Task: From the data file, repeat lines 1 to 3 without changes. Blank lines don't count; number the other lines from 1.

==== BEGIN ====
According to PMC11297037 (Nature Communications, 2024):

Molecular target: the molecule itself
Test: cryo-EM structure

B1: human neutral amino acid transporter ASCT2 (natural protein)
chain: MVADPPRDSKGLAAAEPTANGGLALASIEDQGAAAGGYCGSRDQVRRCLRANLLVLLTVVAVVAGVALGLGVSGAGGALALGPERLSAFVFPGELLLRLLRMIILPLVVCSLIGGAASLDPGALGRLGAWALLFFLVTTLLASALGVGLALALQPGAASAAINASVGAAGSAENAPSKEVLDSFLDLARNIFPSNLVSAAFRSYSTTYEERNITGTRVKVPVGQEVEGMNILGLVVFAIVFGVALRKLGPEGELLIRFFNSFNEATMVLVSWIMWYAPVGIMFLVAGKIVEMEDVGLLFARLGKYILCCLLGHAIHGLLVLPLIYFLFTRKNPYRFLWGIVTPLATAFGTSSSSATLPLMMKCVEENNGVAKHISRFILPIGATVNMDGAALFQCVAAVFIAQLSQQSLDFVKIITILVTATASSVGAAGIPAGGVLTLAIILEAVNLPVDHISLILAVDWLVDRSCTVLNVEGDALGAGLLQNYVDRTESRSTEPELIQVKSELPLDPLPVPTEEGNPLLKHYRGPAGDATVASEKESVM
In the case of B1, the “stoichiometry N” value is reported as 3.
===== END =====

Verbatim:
According to PMC11297037 (Nature Communications, 2024):

Molecular target: the molecule itself
Test: cryo-EM structure